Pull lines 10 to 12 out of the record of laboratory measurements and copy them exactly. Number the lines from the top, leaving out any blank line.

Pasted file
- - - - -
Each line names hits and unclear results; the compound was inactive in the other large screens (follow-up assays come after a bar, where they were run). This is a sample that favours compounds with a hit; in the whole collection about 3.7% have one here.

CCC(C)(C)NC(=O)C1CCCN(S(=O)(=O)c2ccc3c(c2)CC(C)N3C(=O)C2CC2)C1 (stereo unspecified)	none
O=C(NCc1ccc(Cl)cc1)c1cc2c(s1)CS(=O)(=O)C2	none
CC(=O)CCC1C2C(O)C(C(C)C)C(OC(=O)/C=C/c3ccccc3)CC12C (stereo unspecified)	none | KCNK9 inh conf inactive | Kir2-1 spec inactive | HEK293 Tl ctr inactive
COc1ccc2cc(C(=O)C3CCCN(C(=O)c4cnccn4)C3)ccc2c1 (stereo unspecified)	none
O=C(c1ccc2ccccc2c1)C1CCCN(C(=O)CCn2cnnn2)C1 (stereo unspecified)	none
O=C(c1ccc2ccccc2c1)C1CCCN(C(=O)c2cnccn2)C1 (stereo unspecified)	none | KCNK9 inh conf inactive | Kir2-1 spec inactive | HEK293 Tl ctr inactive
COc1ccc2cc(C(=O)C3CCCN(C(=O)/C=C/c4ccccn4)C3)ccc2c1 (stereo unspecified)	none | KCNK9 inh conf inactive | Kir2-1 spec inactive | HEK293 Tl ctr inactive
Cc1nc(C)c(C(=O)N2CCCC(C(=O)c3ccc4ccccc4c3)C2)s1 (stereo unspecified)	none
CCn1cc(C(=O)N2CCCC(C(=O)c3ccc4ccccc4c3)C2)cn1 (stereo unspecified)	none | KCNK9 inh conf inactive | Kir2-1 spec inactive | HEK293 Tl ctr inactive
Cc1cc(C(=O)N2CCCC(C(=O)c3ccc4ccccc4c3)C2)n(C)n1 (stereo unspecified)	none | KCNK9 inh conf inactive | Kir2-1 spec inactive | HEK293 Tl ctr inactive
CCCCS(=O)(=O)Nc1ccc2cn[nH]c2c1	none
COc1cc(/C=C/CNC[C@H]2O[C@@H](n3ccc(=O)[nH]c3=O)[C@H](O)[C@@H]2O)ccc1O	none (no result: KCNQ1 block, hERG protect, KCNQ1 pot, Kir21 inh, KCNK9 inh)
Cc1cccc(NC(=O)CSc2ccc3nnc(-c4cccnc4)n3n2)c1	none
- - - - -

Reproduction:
CCn1cc(C(=O)N2CCCC(C(=O)c3ccc4ccccc4c3)C2)cn1 (stereo unspecified)	none | KCNK9 inh conf inactive | Kir2-1 spec inactive | HEK293 Tl ctr inactive
Cc1cc(C(=O)N2CCCC(C(=O)c3ccc4ccccc4c3)C2)n(C)n1 (stereo unspecified)	none | KCNK9 inh conf inactive | Kir2-1 spec inactive | HEK293 Tl ctr inactive
CCCCS(=O)(=O)Nc1ccc2cn[nH]c2c1	none